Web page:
By: Niesha Gibbs,

Should jurors be completely void of emotion? When posed with this question, I impulsively answered no. Prompting my answer are cases like that of Cyntoia Brown. Brown’s story has garnered the attention of thousands after a recent post about her went viral. In 2006, the then 16-year-old Brown was sentenced to life imprisonment for the murder of 43-year year old Jonathan Allen.[1] Allen attempted to rape Cyntoia, and in self-defense she shot and killed him.[2] Brown was tried as an adult and ultimately convicted of first degree felony murder and aggravated robbery.[3] Cyntoia’s case, like many others, is a prime example of when just a bit more understanding from a jury would have had an entirely different outcome. Nonetheless, there are instances where far too much emotion certainly clouds judgment. So, where does this leave the plight of nearly all jurors? The unspoken plight of finding the delicate balance between acknowledging sympathy while applying an impartial balance of the law? One solution being offered is artificial intelligence.[4]

With technology present in nearly every facet of the legal profession, from e-discovery to electronic filing, it should come as no surprise that technology has now pervaded to the courtroom itself. Currently, technical advances are being used to “transfer” jurors to the actual crime scene of the trial they are sitting on.[5] However, the strides of modernizing courtrooms haven’t stopped there, robots or algorithms are now being used to determine the guilt or innocence of a defendant.[6] The company Nortpointe, Inc. has created software, Compas, that is designed to assist courts or judges with making “better” – or at least more data-centric – decisions in court.”[7]

While this hasn’t become a widespread practice, it has attracted the attention of prominent legal figures, namely the Honorable Chief Justice John G. Roberts Jr.[8] After being asked about the effect of artificial intelligence in the courtroom, Justice Roberts described it as “putting a significant strain on how the judiciary goes about doings things.”[9] Roberts comments were given over two months after the Supreme Court declined to review the case of Eric Loomis.[10]

In early 2013, Loomis was “sentenced to six years in prison at least in part by the recommendation of a private company’s secret proprietary software.”[11] One can’t help but to believe this decision was partially or even wholly motivated by the implications of such a ruling. Additionally, as with any new discovery, the potential problems that could arise if this method was endorsed by the Court. For example, hacking is regularly associated with some of the most sensationalized scandals. One could only imagine the potential issues that could arise during a highly contentious case, with someone’s life in the balance. Regardless of which side you are positioned on this issue, one point that both sides will concede is that as jurors each person brings their own world view. This worldview is a lens through which legal advocates often rely during a trial. Further, as humans, we have the unique ability to empathize with one another. An ability I think should never be undervalued or overlooked.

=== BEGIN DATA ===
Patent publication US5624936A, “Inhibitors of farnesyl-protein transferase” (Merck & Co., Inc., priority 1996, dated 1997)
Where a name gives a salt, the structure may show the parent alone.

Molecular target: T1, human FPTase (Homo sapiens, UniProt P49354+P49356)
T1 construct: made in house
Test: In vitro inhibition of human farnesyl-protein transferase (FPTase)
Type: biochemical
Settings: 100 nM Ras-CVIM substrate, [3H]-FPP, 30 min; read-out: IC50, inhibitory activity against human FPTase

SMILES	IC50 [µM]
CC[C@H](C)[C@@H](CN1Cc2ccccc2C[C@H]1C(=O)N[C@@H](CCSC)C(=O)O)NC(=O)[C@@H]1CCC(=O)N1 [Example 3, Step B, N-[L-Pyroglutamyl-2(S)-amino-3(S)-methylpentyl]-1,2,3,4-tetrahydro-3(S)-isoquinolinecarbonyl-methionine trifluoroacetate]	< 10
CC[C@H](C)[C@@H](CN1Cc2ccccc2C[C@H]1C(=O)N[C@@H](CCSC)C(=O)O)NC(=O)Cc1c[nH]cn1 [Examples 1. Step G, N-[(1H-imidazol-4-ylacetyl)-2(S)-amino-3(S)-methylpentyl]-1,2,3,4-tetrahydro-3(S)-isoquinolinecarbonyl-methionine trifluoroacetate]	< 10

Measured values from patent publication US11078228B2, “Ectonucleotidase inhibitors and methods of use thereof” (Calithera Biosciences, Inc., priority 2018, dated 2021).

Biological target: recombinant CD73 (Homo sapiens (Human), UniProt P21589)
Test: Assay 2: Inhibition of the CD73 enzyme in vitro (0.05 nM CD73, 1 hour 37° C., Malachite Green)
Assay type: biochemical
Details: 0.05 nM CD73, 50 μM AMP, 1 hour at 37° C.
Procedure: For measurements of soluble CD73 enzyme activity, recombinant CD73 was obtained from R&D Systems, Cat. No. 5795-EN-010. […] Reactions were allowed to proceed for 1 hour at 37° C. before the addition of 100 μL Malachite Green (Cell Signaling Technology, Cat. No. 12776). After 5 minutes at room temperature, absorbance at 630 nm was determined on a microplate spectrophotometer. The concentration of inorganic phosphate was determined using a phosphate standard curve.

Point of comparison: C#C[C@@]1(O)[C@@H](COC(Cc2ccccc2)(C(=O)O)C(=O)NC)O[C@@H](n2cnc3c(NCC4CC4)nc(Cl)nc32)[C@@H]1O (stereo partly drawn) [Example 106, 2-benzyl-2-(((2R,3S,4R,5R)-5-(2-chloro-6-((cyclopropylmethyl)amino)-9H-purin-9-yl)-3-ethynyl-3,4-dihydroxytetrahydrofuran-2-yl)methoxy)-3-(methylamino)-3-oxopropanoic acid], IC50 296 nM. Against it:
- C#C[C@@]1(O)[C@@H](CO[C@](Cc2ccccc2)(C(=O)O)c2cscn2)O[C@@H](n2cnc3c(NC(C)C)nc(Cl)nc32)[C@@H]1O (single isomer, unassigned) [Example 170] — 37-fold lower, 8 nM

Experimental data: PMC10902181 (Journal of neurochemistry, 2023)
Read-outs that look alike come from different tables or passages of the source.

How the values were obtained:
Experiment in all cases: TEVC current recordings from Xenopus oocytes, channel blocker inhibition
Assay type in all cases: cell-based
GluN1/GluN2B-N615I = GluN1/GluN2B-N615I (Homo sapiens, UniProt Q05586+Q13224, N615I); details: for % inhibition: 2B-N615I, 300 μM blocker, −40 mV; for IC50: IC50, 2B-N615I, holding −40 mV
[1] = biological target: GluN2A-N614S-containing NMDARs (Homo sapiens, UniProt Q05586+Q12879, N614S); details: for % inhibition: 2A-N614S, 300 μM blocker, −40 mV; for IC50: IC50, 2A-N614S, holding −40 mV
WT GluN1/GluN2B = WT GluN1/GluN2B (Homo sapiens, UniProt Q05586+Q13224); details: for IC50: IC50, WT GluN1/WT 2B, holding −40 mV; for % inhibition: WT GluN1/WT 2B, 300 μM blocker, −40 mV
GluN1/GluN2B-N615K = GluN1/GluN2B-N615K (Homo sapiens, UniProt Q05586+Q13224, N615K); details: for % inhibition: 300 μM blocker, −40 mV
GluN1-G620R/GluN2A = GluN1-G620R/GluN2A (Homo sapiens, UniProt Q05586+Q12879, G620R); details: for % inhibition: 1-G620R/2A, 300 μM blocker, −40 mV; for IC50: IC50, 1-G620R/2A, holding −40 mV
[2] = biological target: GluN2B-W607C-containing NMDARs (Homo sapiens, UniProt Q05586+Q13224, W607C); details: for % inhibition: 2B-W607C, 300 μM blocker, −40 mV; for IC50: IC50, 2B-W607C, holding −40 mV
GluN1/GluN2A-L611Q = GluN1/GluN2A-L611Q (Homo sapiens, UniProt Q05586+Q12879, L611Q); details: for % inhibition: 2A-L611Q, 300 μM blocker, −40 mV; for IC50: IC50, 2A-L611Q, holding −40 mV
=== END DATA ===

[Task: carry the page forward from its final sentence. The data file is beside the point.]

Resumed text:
[1] See AJ Willingham, Why Cyntoia Brown, Who Is Spending Life in Prison for Murder, Is All Over Social Media, CNN (2017),

[2] See id.

[3] See id.

[4] See Kayla Mathews, Is AI Getting Closer to Replacing Jurors, ProductivityBytes (2017),

[5] See Nick Caloway, Investigators Use 3D Technology to Solve Crimes, Bring Scenes to Juries, (2016),

[6] See Mathews, supra note 4.

[7] Christopher Markou, Why Using AI to Sentence Criminals is a Dangerous Idea, The Conversation (2017),

[8] See See Adam Liptak, Sent to Prison by a Software Program’s Secret Algorithms Sidebar, New York Times (2017),

[9] See id.

[10] Amy Howe, Federal Government Files Invitation Briefs, SCOTUSblog (2017),

[11] See Liptak, supra note 8.

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